© 2022 Cincinnati Public Radio
Connecting You to a World of Ideas
Play Live Radio
Next Up:
Available On Air Stations
Local News

Cincinnati same-sex couples plan to test judge's ruling

Federal Judge Timothy Black ruled as he said he was going to, striking down a portion of Ohio's gay marriage ban that blocks recognition of same-sex marriages performed in other states. (there is a stay on the order except for the four couples involved. Attorney Al Gerhardstein says the earliest the stay would be lifted is Wednesday.)

The ruling follows a lawsuit filed by four same-sex couples, demanding both partners be listed on their child's birth certificates. One baby is due next month and two others are expected in June. A New York couple adopted a child from an Ohio adoption agency and want their names on the birth certificate.

Here is the conclusion of Monday's ruling by Judge Black:

IV. CONCLUSION Accordingly, based on the foregoing, Plaintiffs’ Motion for Declaratory Judgment and Permanent Injunction (Doc. 18) is hereby GRANTED. Specifically: 1. The Court finds that those portions of Ohio Const. Art. XV, § 11, Ohio Rev. Code § 3101.01(C), and any other provisions of the Ohio Revised Code that may be relied on to deny legal recognition to the marriages of same-sex couples validly entered in other jurisdictions, violate rights secured by the Fourteenth Amendment to the United States Constitution in that same-sex couples married in jurisdictions where same-sex marriage is lawful, who seek to have their out-of-state marriages recognized and accepted as legal in Ohio and the enjoy the rights, protections, and benefits of marriage provided to heterosexual married couples under Ohio law, are denied significant liberty interests and fundamental rights without due process of law and in violation of their right to equal protection. 2. Defendants and their officers and agents are permanently enjoined from (a) enforcing the marriage recognition ban, (b) denying same-sex couples validly married in other jurisdictions all the rights, protections, and benefits of marriage provided under Ohio law, and (c) denying full faith and credit to decrees of adoption duly obtained by same-sex couples in other jurisdictions. The Court will separately issue an Order of Permanent Injunction to this effect. 3. Defendants shall issue birth certificates to Plaintiffs for their children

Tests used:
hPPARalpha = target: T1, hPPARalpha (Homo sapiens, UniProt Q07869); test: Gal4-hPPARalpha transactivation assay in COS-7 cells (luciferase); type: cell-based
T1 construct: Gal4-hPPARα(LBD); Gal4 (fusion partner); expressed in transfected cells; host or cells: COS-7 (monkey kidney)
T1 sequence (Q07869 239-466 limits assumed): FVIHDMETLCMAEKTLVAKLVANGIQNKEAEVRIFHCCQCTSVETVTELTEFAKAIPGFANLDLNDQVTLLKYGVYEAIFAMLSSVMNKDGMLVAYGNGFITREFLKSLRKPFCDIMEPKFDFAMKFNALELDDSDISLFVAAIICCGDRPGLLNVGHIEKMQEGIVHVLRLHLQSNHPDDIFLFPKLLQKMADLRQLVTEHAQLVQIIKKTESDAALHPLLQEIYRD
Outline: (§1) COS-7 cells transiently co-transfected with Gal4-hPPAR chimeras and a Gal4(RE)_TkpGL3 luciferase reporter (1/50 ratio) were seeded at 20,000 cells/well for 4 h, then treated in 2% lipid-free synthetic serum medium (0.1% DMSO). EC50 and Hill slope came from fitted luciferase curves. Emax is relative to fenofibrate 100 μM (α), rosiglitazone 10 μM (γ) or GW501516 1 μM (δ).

Cincinnati Councilmember Chris Seelbach says other same-sex couples will try to get their out-of-state marriages recognized if the stay is lifted. He says a lot has changed since voters banned same-sex marriage in 2004. "I think the hearts and minds of Ohioans and the people around the nation have changed quickly and I think most people believe gay and lesbian families deserve to be treated fairly and equally under the law."

Ohio Attorney General Mike DeWine's office says the decision is stayed right now, except for the four couples named in the suit. However, he adds he's looking into the language of the stay in Judge Black's ruling to see exactly what it means.